Tuesday, 25 August 2009

Now I know

Growing up there were a few stories my folks told me about near death experiences my sister and I went through. There was one where my parents both felt something was wrong upstairs; a sixth sense, intuition, call it what you want but they got to my sister's room and she'd turned blue. My dad picked her up and gave the good old fashioned slap and blue turned back to pink. Horrible stuff.

Then there was the time, as a 3 year old I casually climbed onto the window sill of my first floor bedroom and was happily playing whilst looking out of the open window. Seeing me, my sister quickly went downstairs to fetch my parents, who rushed back upstairs and plucked me from my perch before I plopped out and changed history.

The most told story is one involving a boiled sweet. The kind of sweet you don't give to small children. Happily sucking away, I must have sucked a wee bit too hard just at the time the sweet had sufficiently reduced in size and at its slipperiest and it got stuck. I'm told I started choking and waving frantically. Blinded by panic, my mum screamed for Len, our ageing builder at the time, who promptly turned me upside down and administered an almighty whack which dislodged the sweet and allowed me to start breathing again.

Whilst interested, I guess I always dismissed the stories as moments in my life like the first day at a new school or removing the stabilisers. It wasn't until yesterday, I realised how my parents would have felt or the potential alternative route things may have taken, had the correct action not been taken or worked properly.

I mentioned that Jake had taken his first steps on yesterday's post and now we're encouraging him to try it on his own, get more confidence. I was home at lunchtime yesterday and he was standing next to his cot and holding on to the bars. As a test I got one of his favourite toys (moo cow) and sat on the bed opposite, beckoning. To my amazement, he let go of the bars and walked directly over to me and his bovine prize. I walked him straight away to go to tell mummy who was hovering our bathroom. I propped him up against our bed and was telling her all about this genius she bore when I heard a huge thud.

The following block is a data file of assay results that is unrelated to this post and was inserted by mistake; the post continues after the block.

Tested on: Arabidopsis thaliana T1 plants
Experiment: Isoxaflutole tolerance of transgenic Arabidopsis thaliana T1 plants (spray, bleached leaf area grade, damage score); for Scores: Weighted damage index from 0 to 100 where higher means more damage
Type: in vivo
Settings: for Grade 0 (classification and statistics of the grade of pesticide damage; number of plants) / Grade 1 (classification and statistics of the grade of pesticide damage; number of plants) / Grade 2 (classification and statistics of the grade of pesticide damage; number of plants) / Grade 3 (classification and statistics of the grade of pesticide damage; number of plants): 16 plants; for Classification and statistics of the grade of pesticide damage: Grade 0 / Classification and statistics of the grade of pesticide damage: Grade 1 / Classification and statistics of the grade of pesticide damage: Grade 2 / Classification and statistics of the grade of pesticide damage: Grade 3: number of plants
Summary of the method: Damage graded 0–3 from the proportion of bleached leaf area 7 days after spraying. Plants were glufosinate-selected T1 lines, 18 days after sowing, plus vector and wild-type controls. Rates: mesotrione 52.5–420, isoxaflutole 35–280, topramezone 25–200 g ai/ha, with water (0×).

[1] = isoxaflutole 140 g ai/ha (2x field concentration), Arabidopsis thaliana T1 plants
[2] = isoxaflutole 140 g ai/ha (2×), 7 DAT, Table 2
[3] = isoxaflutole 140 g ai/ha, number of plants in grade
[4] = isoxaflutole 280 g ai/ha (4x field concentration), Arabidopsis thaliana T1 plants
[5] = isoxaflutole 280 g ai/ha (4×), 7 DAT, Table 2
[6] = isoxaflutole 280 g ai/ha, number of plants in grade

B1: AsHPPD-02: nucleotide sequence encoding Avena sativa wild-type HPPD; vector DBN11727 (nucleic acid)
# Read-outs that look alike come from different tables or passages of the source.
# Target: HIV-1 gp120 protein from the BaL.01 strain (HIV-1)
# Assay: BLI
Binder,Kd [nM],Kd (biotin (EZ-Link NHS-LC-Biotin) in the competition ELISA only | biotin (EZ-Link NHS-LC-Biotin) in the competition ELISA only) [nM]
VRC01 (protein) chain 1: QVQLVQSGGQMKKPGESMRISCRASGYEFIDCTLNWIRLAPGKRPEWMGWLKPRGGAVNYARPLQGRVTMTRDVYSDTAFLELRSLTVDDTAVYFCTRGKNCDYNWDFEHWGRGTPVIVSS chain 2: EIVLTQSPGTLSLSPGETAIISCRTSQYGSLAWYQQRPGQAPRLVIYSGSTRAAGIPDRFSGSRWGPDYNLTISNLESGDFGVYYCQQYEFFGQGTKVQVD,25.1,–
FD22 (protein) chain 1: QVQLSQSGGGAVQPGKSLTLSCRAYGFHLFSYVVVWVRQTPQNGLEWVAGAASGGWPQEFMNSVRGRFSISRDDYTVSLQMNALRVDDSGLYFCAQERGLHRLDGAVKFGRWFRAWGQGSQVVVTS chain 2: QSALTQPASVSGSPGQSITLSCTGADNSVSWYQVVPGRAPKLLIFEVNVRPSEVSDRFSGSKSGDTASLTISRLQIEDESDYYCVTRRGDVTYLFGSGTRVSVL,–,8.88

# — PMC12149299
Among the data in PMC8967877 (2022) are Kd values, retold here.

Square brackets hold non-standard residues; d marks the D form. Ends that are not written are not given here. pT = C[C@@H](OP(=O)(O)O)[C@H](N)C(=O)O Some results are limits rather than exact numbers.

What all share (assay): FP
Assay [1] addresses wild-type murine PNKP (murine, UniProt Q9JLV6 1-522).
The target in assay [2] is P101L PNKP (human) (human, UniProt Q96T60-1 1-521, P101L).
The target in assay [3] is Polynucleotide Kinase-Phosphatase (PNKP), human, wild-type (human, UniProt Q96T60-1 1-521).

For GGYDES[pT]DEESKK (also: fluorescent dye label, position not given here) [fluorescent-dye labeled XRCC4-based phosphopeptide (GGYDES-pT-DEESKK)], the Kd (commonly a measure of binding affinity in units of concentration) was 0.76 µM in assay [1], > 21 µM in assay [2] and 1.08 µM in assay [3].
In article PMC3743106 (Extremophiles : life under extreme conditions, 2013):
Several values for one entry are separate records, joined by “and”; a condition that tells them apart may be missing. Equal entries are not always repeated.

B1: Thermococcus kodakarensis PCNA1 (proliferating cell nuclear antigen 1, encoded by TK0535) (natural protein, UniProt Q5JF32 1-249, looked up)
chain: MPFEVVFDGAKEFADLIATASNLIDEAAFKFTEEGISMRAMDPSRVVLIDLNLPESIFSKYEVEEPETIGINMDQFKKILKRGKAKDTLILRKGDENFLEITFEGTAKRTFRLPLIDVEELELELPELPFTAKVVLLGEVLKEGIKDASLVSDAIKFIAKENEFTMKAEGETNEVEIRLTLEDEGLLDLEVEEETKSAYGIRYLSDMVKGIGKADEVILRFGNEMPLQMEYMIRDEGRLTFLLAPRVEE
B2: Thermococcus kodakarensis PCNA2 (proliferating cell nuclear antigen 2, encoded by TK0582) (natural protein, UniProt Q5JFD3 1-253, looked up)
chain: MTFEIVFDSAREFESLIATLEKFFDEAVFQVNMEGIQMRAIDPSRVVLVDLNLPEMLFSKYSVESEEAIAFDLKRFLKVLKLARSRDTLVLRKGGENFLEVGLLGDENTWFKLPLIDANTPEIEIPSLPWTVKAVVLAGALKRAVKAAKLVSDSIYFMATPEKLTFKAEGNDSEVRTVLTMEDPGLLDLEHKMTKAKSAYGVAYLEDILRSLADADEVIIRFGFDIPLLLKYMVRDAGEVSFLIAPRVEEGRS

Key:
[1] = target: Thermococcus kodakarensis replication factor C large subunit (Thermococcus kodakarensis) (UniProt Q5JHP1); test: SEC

Jake had started walking along the side of the bed until he got to the bit which is covered with a sort of silk throw thing which covers the duvet. This tends to slide off our bed during the night as it is pretty lightweight, so it's not much surprise that Jake grabbing it would have the same result. Problem was that he was balancing off of it.

Ordinarily when he falls over, there's a split second and the crying and tears start. This time, nothing, I picked him and he made the face I never want to see again. It's the face he pulls when he's about to unleash hell. Mouth open, red face, wide eyes, lungs full and poised. As I held him up it was as if he'd been frozen in time. For what was about 5 seconds, but felt considerably longer, he held the pre-scream look. Didn't blink, breathe or move a muscle. We instantly knew this was a worse than usual bang to the head. I moved him into my arms and he went from bright red to milk white, his eyes rolling back in his head. His breathing was going from not at all to shallow half breaths. We were quickly onto 999 and trying to hold it together. Adrenalin kicked in and we were both shaking.

The operator told us to lie him down and as I put him on the sofa the scream came. To say I was relieved to hear it is a huge understatement. Crying equals breathing and breathing equals, among other things, not dying. The ambulance turned up a few minutes later and by the time the paramedics came in, he was even half smiling. We felt a bit fraudulent but they said we'd done the right thing and they took him to hospital for the relevant checks. After two rounds of eye, blood, oxygen and head massage checks, naturally separated by a three hour wait in a sweaty pediatric A & E unit, he was given the all clear and we went on our way.

Considering how much hospital time we've had, this was the first unplanned 'emergency' visit we've made. I know some people seem to live at A & E just for a bruised knee or a runny nose, but that's what it's there for and you only get to experience how good the system is when you need it most.

So there's the first story we'll be boring Jake with when he gets older. The first of many he won't really appreciate until his first born goes arse over tit and smashes his head on the floor.

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